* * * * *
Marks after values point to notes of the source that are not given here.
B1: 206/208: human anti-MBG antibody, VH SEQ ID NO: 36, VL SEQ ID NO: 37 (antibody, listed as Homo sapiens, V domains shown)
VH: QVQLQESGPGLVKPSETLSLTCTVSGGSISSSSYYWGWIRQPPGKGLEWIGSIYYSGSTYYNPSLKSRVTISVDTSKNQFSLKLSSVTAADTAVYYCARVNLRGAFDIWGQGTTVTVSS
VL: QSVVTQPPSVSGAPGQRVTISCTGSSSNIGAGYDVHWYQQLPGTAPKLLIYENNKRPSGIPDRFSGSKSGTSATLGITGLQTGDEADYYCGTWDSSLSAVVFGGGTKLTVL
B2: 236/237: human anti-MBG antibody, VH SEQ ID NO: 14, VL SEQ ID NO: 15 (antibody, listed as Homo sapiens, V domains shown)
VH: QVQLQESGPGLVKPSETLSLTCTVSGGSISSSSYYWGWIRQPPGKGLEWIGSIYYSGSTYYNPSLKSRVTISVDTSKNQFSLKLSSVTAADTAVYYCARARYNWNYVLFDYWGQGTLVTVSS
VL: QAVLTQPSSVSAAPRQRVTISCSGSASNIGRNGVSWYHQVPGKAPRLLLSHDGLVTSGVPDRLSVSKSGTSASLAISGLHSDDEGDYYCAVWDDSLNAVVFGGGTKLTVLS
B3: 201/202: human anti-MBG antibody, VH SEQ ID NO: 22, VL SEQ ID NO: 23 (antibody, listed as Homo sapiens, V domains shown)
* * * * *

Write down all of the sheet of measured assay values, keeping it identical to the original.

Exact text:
Marks after values point to notes of the source that are not given here.
B1: 206/208: human anti-MBG antibody, VH SEQ ID NO: 36, VL SEQ ID NO: 37 (antibody, listed as Homo sapiens, V domains shown)
VH: QVQLQESGPGLVKPSETLSLTCTVSGGSISSSSYYWGWIRQPPGKGLEWIGSIYYSGSTYYNPSLKSRVTISVDTSKNQFSLKLSSVTAADTAVYYCARVNLRGAFDIWGQGTTVTVSS
VL: QSVVTQPPSVSGAPGQRVTISCTGSSSNIGAGYDVHWYQQLPGTAPKLLIYENNKRPSGIPDRFSGSKSGTSATLGITGLQTGDEADYYCGTWDSSLSAVVFGGGTKLTVL
B2: 236/237: human anti-MBG antibody, VH SEQ ID NO: 14, VL SEQ ID NO: 15 (antibody, listed as Homo sapiens, V domains shown)
VH: QVQLQESGPGLVKPSETLSLTCTVSGGSISSSSYYWGWIRQPPGKGLEWIGSIYYSGSTYYNPSLKSRVTISVDTSKNQFSLKLSSVTAADTAVYYCARARYNWNYVLFDYWGQGTLVTVSS
VL: QAVLTQPSSVSAAPRQRVTISCSGSASNIGRNGVSWYHQVPGKAPRLLLSHDGLVTSGVPDRLSVSKSGTSASLAISGLHSDDEGDYYCAVWDDSLNAVVFGGGTKLTVLS
B3: 201/202: human anti-MBG antibody, VH SEQ ID NO: 22, VL SEQ ID NO: 23 (antibody, listed as Homo sapiens, V domains shown)